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Native Plants

What is a native plant?

A plant native to a geographical region is a plant that was growing in that region before European settlement began, around 1600.

Native plants have evolved over thousands of years in communities with insects and animal populations that feed and reproduce on them. They have adapted to regional climate and soil conditions. Native plants include flowers (forbs), grasses, trees, shrubs, vines, mosses, ferns, sedges, rushes, and other plants.

Where do native plants grow?

In meadows, prairies, woodland, edge of the woods, woods, ponds and pond edges, wetlands, rocky areas, roadsides, and gardens.

What are wildflowers?

Wildflowers are plants that grow in the wild on their own. This includes non--native plants as well as native plants. Native plants are wildflowers but not all wildflowers are native plants.

Why are native plants essential?

Vital for insect life by providing food, shelter, and a place to reproduce. Most insects eat only native plants. Create and sustain diverse communities of healthy, balanced ecosystems. They serve as the basis of biodiversity. Vital for birds, insects, bees, butterflies, other wildlife.

What are the advantages of native plants?

Once established, they have low resource requirements for water, fertilizer, and pesticides. Plants flower over many months providing nectar and pollen. Help reduce air pollution, improve water quality, and reduce erosion. Can tolerate wet springs and dry summers. Generally free of and resistant to most pests and diseases. Large variety of colors, shapes, sizes, textures, and foliage.

How is a native plant identified?

A native plant species’ name has two parts, the genus name and the species name = scientific name - Echinacea purpurea. A cultivar or cultivated variety is reproduced by propagation. It could be a hybrid or a wild plant that has superior characteristics. The name behind the scientific name will be in single quotes - Echinacea purpurea ‘Magnus’. A nativar is a plant that looks like a native plant but is slightly different. Echinacea purpurea ‘Magnus’. 

Planting recommendations

Some of the native plant nurseries offer only a mail order service.  Plants will be shipped either as bare roots, small pots of about 3”,  or plugs. Plugs are about 2 1/2” x 4 1/2”.  I prefer to pot or repot  these plants before putting them in the ground. Purchase a potting mix/soil; not garden soil. I find regular garden soil too heavy. Roots  need room to stretch out. The better the root system when planted the  more quickly the plant will become established.

For bare root plants, plugs, and small pots, fill a clean pot with  about an inch or so of potting mix. For bare root plants and plugs use  a quart sized pot unless the roots of the bare root plant require a  bigger pot when they are spread out. For the small pot use a gallon pot for repotting. Slightly moisten the potting mix to make watering after potting easier. For bare root plants spread the roots out and place on top of the mix. Fill in around and on top of the roots. When the pot is filled to about 3/4” from the top, gently pull the stem of the plant so that most of the stem is above the mix and roots are almost at soil level. Gently pat the mix over and around the roots. Gently hand water making sure that the potting mix is moist but not saturated. Do not overwater. Add more potting soil to cover any roots that are exposed after watering. For plugs and small pots gently loosen the roots of the plant before potting and follow the above directions. Put the plant in bright light but out of direct afternoon sunlight for a few days. Gradually increase the amount of sunlight the plant receives according to the needs of the plant.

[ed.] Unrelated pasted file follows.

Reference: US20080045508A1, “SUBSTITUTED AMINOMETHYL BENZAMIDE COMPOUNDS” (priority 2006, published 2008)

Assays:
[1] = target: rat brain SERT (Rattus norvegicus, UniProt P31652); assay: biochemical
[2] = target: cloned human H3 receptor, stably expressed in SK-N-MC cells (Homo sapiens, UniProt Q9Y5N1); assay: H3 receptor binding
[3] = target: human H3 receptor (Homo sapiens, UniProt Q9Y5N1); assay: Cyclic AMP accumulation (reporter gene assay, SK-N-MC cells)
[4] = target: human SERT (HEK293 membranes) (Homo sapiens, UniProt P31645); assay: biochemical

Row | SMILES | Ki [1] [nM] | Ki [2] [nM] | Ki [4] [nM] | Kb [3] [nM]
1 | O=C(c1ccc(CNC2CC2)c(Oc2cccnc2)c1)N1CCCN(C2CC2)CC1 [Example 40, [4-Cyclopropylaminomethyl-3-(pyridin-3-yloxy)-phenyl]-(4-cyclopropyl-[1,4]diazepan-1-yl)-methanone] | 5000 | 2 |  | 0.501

Prepare the area(s) where the plant will be planted. Loosen heavy soil by adding compost. If the soil is sandy, add compost to help with moisture and nutrient retention. The addition of compost to any soil is helpful. Do not plant the plants too deeply. A good rule of thumb is for the plant’s top roots to be at soil level but not exposed.  I water new plants with a weak root stimulating/plant starting fertilizer where the number for phosphorus (P) is twice or three times larger than for nitrogen (N) and potassium (K). Examples of these proportions are: N 5, P 15, K 5 or N 4, P 10, K 3. Be sure to follow directions. More is not necessarily better. Be sure to monitor any new planting to prevent drying out. A layer of shredded leaf mulch is beneficial.  Shredded leaves help conserve water discourage weeds, promote soil fertility, and help maintain a more even soil temperature. Avoid bark chips as they deplete the soil of nitrogen as they decay.

Remember: plant the right plant in the right place!

Where to buy native plants



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